Back to the Rifugio Capanna Mautino for not quite such a boozy night. A memorable, magical day.

Wednesday 28 February 2018: Rifugio Capanna Mautino (Italy) – Cervières (France) (photos)

Wednesday was chilly again, with the thermometer showing -24°C first thing…

Saying au revoir to the Mautino Hut we set off for Cervières, crossing the Col de Bousson and the border into France en route.

The day started off lovely with great views of Cima Saurel and Pic de Rochebrune, but then the snow clouds clustered and the wind picked up and it was FREEZING. The couple of hours we spent walking along the Val Cerveyrette from the summer village of Le Bourget to Cervières the hardest part of the trip by a long way, largely due to the wind.

We were all very glad to reach the Maison d’hôtes La Cerveyrette, in the middle of the old village of Cervières. Another converted farmhouse, it was our base for the rest of the trip.

A warm welcome from our hosts, Stef and Julien, was matched by that of the old cellar where radiators were on full blast – as were the filter coffee machine and kettle. The warmth, and the rest of our picnic lunch, perked everyone up and we had the rest of the afternoon free to explore. Most of us found our way to Cervières’ sole hostelry, the Hôtel d’Izoard, for a vin chaud or two before dinner.

It snowed pretty much 24/7 for all of our time in France.

Thursday 01 March 2018: Cervières: Rochebrune Valley / Vallée du Blétonnet (photos)

The view from our windows on Thursday morning was of snow whirling around the village. We couldn’t even see the sky, but I’d bet it was dark grey and full of more snow.

Setting off into the snow, and the wind, we put our trust in Yves’ assurances that we’d be spending the day in one of the sheltered valleys leading off south of Cervières.

And so it was. Almost as soon as we left the village we were out of the wind that hurled the length of the Val Cerveyrette and it was an easy walk to the village of Le Laus where the valleys of the Rochebrune / BlétonnetLes Oules, and the Izoard / Bois des Loubatières meet.

Turning south east into the forest we headed first for Le Blétonnet, where the roof of the tiny chapel was piled high with snow, and then deeper into the Bois du Laus for lots of off piste fun – wading through snow and crossing streams, not all of which came with any sort of bridge…..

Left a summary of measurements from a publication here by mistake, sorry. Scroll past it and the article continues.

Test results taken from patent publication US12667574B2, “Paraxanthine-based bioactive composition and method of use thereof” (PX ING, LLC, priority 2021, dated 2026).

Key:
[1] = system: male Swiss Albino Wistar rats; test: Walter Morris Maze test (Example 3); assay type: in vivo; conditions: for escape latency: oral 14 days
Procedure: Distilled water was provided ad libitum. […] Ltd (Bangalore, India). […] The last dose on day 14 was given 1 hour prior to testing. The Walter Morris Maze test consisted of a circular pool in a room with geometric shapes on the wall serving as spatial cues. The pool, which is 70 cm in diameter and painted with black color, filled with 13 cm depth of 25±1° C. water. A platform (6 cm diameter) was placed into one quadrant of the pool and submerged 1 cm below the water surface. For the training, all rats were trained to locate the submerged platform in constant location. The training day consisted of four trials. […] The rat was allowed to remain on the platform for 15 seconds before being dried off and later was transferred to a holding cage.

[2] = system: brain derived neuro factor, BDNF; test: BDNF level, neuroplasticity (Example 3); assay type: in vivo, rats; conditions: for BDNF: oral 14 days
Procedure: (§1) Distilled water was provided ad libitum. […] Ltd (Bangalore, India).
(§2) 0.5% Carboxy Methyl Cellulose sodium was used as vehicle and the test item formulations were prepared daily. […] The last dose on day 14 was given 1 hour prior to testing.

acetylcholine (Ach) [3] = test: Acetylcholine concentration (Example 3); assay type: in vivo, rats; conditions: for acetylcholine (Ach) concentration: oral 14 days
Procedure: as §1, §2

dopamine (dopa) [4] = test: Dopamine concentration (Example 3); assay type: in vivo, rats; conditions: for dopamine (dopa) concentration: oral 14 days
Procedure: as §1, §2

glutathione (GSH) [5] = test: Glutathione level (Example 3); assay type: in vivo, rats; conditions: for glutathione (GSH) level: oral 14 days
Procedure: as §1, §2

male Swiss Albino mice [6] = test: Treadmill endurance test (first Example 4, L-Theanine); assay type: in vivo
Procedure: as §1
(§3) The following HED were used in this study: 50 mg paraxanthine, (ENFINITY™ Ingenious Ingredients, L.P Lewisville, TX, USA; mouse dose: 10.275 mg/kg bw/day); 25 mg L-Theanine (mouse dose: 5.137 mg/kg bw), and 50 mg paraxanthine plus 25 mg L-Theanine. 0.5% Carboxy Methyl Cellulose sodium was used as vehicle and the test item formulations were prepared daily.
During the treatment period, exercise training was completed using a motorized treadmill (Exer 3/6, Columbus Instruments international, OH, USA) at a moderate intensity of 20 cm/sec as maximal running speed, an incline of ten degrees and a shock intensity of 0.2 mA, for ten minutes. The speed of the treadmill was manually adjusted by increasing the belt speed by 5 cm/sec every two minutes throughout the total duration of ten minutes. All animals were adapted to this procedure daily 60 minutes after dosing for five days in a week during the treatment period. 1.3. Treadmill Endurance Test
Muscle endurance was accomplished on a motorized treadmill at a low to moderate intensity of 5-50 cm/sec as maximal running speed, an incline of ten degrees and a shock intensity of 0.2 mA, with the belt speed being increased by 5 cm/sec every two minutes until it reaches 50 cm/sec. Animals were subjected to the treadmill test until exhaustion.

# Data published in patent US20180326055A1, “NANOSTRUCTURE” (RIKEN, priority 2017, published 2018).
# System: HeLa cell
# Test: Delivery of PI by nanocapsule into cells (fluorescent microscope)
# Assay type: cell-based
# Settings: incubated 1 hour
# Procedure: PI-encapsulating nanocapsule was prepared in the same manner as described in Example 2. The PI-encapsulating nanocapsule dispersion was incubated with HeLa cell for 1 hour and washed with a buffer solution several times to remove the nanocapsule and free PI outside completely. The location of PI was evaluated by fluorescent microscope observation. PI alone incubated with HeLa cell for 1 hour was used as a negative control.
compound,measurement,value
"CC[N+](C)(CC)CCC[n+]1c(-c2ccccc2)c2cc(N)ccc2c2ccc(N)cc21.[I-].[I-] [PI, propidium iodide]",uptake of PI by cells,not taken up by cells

Back via Le Blétonnet to Le Laus, where we called in at the Auberge l’Arpelin for coffee / hot chocolate / vin chaud before snowshoeing back to base.

It did snow all day mind you.

Still, we celebrated St David’s Day in style – presenting Dave with his daffodil costume before dinner. Sorry, no photos….

Friday 02 March 2018: Cervières: Vallée de l’Izoard & l’Alp du Pied (photos)

On Friday morning Yves-le-Taxi provided a shuttle service to drive us to Le Laus, and from there we headed off into the Bois des Loubatières and up the Izoard Pass Road (D902) to about 2000m before persistent snow forced us to turn back without reaching the Col d’Izoard.

Revived by hot drinks and snacks back at the Auberge l’Arpelin, and with the skies surprisingly starting to clear for the first time in days, most of us opted to walk the 1.5km from Le Laus back to Cervières.

The week ended on a high note as the afternoon’s clear skies meant we could climb up into the hills above Cervières, where the summer meadows and high plateaux of Le Sautaire and l’Alp du Pied afforded super late afternoon views of Lasseron and the peaks beyond Le Laus ….

… plus a couple of last goes at tobogganing downhill.

You can never have too much of either.

Saturday 03 March 2018: Cervières – Turin – London (no photos)

Yves had headed off to meet his next group last night, so we had the morning to entertain ourselves until our minibus reappeared a little before 2pm.

Snowfall had resumed, so the plan to snowshoe to Le Laus for an early lunch back at l’Arpelin was put on hold. Some folks headed over to the Hôtel d’Izoard instead; snug in the cellar, I caught up with my diary.

Thankfully not much sign of snow once we were out of the mountains and driving towards Turin, and our flight back to Gatwick was only delayed by an hour, mainly due to the need to de-ice the plane each time it landed.

Train to Clapham Junction, and a walk along the mucky gritted pavements to Hazel’s for cheese, wine, chat and bed.

Sunday 04 March 2018: London (SW11) – London (EC2Y) (no photos)

On Sunday, having seen Dave and Steffi safely start their journeys home, I caught the 344 bus back towards the Barbican and spent the afternoon downloading photos and making a start on my Snowshoeing in Italy / France: We’re Back! blogpost.

Overall, a wonderful trip and I am already planning a return to the Southern Alps for more snowshoeing this time next year, possibly booking direct with France Outdoors.